This is sort of a triple package of a post – we’ll get a bit of history, some literature, and then a movie.
Nice way to spend a Sunday, right?
This week we have been talking a lot about Hope & Glory, but I hope I kept it varied enough you were not bored out of your socks.
Now, when we put together Hope & Glory I knew we’d have to put the Thuggee in. The Deceivers are such a big trope in Indian adventure that leaving them out would be unthinkable – and in general, whatever is fine in an Indiana Jones movie is also fine at my gaming table.
This leads us to a gentleman by the name of Sir William Henry Sleeman, KCB.
Sleeman was known to me, very tangentially, as the first Westerner to discover dinosaur fossils in Asia. He also wrote a volume about Indian children being raised by wolves – that would inspire Rudyard Kipling in writing his Jungle Books. Sleeman was also fluent in Hindi and Urdu and in a number of other Indian languages.
But first and foremost, Sleeman was a military man, having served in the Bengal Army before he became a political officer, finally becoming a magistrate in the Jubbulpore district.
Here, he tackled the issue of the thuggee, a secret society of murderers and thieves. The cult/society was rather mysterious, and the fact that the thuggee rarely attacked Westerner had kept the group in the twilight zone of folklore. They were depicted as “holy assassins” in the service of Kali, and their crimes were often dismissed.
In 1835, Sleeman captured a guy calling himself “Feringhea”, and somehow convinced him to denounce the secret society. This led to a massive campaign against the Decivers, in which 1400 thuggee were hanged or deported, and following Sleeman’s breakthroughs, in a few decades the thuggee were completely eradicated.
The thuggee turned out to be not so holy after all, and not religious fanatics, but just common criminals, if with a highly structured organization, that found expedient to gain the trust of travelers before they killed them to rob them.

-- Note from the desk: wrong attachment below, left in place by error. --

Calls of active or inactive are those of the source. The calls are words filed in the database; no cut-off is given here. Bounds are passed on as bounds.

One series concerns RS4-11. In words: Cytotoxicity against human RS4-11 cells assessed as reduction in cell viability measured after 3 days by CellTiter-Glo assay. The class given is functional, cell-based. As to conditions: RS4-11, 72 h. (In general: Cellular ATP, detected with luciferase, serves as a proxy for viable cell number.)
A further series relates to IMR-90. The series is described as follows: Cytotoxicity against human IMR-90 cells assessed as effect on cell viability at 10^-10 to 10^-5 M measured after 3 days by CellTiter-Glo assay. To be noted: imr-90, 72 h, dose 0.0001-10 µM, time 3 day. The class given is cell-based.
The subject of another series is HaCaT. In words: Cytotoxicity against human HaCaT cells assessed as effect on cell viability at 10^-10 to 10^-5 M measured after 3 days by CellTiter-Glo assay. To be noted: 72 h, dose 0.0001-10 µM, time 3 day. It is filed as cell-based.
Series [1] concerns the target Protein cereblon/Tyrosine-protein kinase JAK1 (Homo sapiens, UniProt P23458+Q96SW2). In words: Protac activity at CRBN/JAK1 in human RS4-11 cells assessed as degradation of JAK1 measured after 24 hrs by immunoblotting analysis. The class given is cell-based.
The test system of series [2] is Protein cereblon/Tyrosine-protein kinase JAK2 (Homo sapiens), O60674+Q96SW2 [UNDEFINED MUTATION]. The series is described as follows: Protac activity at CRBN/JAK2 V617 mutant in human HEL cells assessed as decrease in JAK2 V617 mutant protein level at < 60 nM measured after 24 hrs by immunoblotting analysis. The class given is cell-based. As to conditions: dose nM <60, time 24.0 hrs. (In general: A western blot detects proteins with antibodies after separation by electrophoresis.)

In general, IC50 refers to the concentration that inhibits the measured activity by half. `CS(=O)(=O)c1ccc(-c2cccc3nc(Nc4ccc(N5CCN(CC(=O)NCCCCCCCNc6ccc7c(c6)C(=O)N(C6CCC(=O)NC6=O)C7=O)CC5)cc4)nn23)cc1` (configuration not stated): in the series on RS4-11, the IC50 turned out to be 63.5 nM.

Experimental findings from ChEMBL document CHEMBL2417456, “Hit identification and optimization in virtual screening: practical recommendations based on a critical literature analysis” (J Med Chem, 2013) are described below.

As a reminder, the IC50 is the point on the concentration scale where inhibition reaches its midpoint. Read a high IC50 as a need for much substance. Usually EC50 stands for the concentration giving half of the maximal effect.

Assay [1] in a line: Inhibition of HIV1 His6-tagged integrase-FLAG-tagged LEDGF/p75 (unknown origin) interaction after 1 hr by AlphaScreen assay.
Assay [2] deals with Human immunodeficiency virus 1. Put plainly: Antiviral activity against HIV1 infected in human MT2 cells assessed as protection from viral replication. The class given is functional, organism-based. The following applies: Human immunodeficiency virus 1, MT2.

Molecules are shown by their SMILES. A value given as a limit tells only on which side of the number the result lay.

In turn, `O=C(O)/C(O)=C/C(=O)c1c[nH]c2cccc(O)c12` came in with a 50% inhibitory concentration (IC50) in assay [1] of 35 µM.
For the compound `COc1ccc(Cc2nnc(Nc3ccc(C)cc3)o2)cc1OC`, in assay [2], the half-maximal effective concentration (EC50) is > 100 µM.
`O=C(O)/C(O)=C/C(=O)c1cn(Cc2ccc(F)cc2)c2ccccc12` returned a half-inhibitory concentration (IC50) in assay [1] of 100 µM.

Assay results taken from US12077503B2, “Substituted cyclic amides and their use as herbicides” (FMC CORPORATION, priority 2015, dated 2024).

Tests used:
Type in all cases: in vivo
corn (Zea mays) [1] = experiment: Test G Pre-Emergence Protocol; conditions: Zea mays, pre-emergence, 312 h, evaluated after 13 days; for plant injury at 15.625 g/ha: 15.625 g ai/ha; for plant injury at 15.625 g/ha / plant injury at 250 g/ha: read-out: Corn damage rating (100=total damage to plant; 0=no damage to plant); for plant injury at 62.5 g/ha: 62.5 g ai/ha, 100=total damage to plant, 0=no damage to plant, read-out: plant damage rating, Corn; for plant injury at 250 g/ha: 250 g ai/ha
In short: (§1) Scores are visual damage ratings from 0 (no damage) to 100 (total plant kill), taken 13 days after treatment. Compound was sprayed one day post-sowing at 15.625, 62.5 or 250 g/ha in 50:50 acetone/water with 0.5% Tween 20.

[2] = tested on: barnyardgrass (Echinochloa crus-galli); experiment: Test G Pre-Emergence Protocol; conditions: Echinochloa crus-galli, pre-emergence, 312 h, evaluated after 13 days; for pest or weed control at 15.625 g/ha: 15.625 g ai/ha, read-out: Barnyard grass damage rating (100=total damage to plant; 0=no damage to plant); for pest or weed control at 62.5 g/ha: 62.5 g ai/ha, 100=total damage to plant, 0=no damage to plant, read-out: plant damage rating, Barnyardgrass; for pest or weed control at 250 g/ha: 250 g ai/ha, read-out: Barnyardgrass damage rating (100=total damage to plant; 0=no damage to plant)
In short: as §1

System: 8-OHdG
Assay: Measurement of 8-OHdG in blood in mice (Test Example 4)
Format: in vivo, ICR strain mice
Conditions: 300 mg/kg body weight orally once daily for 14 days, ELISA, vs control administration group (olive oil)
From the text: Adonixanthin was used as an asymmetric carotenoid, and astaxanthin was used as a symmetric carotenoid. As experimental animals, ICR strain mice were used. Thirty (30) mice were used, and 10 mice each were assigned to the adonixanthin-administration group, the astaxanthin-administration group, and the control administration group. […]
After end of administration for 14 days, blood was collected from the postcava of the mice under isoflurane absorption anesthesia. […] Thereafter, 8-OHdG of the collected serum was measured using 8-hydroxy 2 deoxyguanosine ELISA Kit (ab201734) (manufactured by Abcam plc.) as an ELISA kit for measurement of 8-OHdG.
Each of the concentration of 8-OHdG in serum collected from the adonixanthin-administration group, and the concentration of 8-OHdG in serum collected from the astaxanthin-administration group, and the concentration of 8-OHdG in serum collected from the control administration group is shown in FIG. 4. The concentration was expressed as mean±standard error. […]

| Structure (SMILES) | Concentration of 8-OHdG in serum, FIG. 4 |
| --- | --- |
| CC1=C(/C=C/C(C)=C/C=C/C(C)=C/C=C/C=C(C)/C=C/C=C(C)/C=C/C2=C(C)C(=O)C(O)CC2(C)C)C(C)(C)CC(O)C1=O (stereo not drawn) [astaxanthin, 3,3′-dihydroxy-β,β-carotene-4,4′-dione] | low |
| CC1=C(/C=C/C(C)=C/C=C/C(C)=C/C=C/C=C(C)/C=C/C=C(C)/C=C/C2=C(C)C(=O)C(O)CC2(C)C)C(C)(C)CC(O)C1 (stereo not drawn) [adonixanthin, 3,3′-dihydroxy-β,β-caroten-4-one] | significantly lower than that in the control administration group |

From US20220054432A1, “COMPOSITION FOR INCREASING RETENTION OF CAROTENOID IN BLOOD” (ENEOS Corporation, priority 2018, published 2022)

End of historical fact.
In 1952, British novelist John Masters published a novel called The Deceivers, a much fictionalized account of the confrontation between the East India Company and the Thuggee.
Masters was a former British officer and had served in India, and during his lifetime wrote a number of highly regarded historical novels featuring the various generations of the Savage family. It has been said that Kipling understood India, but Masters understood the Indians.
In The Deceivers, we meet William Savage, whose character and exploits are loosely based on Sleeman’s activities, but with a much more adventurous bend. Just like Sleeman, Savage is a British officer that discovers the reality of the fabled Thuggee society, but he actually infiltrates the cult, disguising himself as an Indian in order to discover the secrets of the gang and bring it down from within.
Master’s novel is a fine read, and it was part of the stack of novels I read to find inspiration when designing Hope & Glory.
From Master’s novel a movie was made, in 1988 – produced by Merchant-Ivory and directed by Nicholas Meyer. In it, Pierce Brosnan portrays William Savage as he infiltrates the mysterious Thuggee society.
Like most Merchant-Ivory projects, the movie is lavishly produced and highly melodramatic – and by compressing Master’s narrative in 102 minutes, takes some liberties that turn the historical drama of The Deceivers (the novel) into a pulpy action thriller that’s always on the brink of going over the top.
But the Indian landscapes are beautifully photographed, the costumes and cast are excellent and the film – that is available on Youtube in a TV-quality copy – is still a nice way to spend an evening.
In Hope & Glory the situation is very different, as different are our thuggee, and the action takes place in a time-divergent 20th century, but the novel is highly recommended to get a feel of the historical background of the game, and the movie is required viewing to catch a hint of the colors, the costumes and the landscapes of Hope & Glory.